[Maskinoversættelse til dansk her]
Sometimes you get into a kiosk, killing the time when waiting for bus or train, and you see all these thousands of different journals and magazines on you cannot imagine what. People apparently want to read each month about running, or playing guitar, or making homepages, or winning minigolf or buying vintage cars. How many nerds must there be! Nevertheless I was quite surprised, on a recent visit to Sweden, to find a glossy magazine, 100 pages, about language, and only about language. It was number 2, April 2009. It appears six times a year, and a single issue costs 68 kronor. Apparently also normal people produce and read magazines!
100 pages filled with interesting articles. There are longer articles about handwriting styles, about the brilliant artificial language Solresol, or langue musicale universelle. It is based on the seven tones of the musical scale, and by applying it to the seven colours of the rainbow and morse-like rhythms it was truly international in that it could be used by all, including the deaf, the blind, the deaf-blind and – despite its name – by the tone-deaf as well. Other articles deal with Swedish expressions derived from playing cards, voluntary interpreters, language use of sports reporters, blasphemy in 18th century Sweden, syntax in drama, and the fear for invasion of English words in Brazil, Italy, India and Sweden. There is an overview that shows the exponential growth: 10 words in the 1500s, 30 in the 1600s, 150 in the 1700s, then 800 and 4000 in the past two centuries. No wonder that Språkförsvaret wants to save Swedish!
The spindoctor of the Swedish party Moderaterna, who phrased the term “Sveriges nya arbetarparti” is interviewed. And experts tell us what the word “äktenskap” means for them. A couple shares their deliberations about naming their second child – they decided after two weeks. Further articles discuss the origin of the Vikings, new old Saami place names in Northern Sweden, street names in Sweden and, very interesting, a large collection of birch bark scribblings, found near Novgorod in Russian. The contents are similar to what we today write in text messages: “Hej! Kan ni ta med er det där teet vi drack i somras? Arina tyckte mycket om det. Kostia.” Runes were used for similar purposes, as can be seen in the exhibition in Moesgaard Museum, Aarhus.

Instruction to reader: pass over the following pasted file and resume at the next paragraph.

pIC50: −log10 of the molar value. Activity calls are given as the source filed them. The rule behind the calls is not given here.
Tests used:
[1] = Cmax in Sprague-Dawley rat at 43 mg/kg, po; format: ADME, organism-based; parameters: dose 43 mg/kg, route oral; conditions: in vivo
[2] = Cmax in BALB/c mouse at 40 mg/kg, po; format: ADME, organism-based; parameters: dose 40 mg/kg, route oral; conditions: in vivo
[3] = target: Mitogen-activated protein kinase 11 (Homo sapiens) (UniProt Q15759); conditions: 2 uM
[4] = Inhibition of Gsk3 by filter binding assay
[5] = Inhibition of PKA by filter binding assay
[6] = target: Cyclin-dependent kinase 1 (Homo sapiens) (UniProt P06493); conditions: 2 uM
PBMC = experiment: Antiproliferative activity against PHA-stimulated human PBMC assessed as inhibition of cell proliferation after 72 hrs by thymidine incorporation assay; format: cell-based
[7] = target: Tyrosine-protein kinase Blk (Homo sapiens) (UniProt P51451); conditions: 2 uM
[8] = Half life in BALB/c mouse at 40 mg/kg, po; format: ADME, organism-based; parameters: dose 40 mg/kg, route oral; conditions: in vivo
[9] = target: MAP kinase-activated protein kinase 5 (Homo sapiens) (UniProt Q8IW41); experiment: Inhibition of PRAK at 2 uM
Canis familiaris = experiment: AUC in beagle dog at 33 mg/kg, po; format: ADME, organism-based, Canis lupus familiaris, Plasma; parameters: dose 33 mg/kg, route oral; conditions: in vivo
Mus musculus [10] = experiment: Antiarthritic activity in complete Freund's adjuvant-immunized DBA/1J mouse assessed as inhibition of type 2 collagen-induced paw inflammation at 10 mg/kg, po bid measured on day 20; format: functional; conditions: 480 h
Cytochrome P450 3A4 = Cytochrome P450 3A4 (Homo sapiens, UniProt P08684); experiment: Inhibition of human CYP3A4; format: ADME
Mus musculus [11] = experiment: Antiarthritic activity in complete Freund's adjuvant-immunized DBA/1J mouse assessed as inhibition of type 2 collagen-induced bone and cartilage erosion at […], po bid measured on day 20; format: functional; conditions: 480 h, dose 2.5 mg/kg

There are also a number of minor articles, for example questions and answer, from the Språkrådet, on Swedish, and the University of Växjö on English. Swedish books on languages are reviewed, gadgets are tested, trivia presented, new words discussed. It is even possible to send complaints to the Språkpolisen. Not surprisingly, we find an Ordpyssel or two. Further one can learn that the word for “rumpan” is the most often used body part in hiphop texts.
In short, I was quite impressed by the breadth of the articles. I am already looking forward to the next issue, where they promise special attention to pulmonic ingressive speech! Or, as they call it: Inandnings-jo. Om et sugande talfenomen som inte funkar som svar på frågan “älskar du mig?”.
How do the publishers get all this done? Several professionals, from the university world, arts and semi-governmental bodies contribute their writings. There are a fair number of advertisements: several universities and language schools try to attract students, translators offer their services, publishers recommend their books, teachers’ organizations look for members. And an add lures readers to the TV-serie “om språk och språkinlärning” called I LOVE SPRÅK can be seen on Sundays 17.00 on SVT2.
Språktidningen has already won several prices. It is recommended!
Why do I write this in English? So the Swedes can understand what I write. On page 90, there is a little article about språkval: “Vilket språk anvender du som er svensk när du möter en dansk och ni inte riktigt förstår varandre? Går du oftest över til engelska, eller försöker du med en tydligare, enklare svenska? I en omröstning på spraktidningen.se berättede 68 procent att de fortsatte med svenska, medan 32 procent gick över til engelska. Men bland kommentarerne var det fler som motiverade varför de använde engelska.” Tour guide Laura, friend of the Danes Stella, observer Richard, and many others, we are at your service!
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